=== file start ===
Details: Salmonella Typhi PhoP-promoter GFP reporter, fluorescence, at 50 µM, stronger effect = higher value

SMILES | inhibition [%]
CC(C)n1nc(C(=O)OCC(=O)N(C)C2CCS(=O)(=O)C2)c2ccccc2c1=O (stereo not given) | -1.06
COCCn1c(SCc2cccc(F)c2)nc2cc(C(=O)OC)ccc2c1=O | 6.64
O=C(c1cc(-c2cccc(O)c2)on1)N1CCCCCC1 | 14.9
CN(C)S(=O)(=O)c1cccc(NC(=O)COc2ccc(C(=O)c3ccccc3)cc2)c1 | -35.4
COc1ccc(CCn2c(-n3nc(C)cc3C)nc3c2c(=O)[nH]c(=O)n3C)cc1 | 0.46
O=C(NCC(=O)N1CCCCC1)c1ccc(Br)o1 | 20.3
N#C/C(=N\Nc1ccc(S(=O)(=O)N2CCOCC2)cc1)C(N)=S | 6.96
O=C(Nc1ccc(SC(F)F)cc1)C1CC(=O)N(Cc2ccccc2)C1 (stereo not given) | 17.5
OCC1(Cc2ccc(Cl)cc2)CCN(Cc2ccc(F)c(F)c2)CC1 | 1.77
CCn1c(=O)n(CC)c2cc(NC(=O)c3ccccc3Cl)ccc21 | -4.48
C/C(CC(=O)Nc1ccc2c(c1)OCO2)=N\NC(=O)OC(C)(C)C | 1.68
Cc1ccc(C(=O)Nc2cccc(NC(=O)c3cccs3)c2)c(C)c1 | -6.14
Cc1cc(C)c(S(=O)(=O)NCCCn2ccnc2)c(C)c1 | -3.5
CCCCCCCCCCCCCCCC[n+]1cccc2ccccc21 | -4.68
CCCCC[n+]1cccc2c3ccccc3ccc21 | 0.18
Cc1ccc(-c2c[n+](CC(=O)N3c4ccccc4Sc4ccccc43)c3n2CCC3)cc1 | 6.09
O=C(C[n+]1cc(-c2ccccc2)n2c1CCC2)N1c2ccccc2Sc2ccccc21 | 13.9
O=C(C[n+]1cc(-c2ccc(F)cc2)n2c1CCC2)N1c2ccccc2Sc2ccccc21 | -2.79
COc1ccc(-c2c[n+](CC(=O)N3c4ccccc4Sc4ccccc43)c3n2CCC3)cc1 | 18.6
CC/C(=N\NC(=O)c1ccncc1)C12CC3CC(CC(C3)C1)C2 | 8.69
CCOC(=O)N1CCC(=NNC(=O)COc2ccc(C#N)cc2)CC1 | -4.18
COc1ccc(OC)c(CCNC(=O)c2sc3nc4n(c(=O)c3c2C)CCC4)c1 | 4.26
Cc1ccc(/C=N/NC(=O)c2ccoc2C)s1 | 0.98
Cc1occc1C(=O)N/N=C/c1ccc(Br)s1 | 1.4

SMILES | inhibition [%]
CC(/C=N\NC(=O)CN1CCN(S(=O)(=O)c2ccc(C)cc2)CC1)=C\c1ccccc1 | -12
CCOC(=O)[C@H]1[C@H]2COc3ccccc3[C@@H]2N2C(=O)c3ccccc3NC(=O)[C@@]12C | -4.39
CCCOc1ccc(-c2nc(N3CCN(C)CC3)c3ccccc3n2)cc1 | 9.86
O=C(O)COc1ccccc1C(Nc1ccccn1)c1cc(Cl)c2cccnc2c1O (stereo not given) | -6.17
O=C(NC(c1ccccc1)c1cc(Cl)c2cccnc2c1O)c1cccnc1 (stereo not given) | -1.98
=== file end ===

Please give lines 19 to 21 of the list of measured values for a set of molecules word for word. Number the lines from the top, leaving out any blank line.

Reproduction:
O=C(C[n+]1cc(-c2ccccc2)n2c1CCC2)N1c2ccccc2Sc2ccccc21 | 13.9
O=C(C[n+]1cc(-c2ccc(F)cc2)n2c1CCC2)N1c2ccccc2Sc2ccccc21 | -2.79
COc1ccc(-c2c[n+](CC(=O)N3c4ccccc4Sc4ccccc43)c3n2CCC3)cc1 | 18.6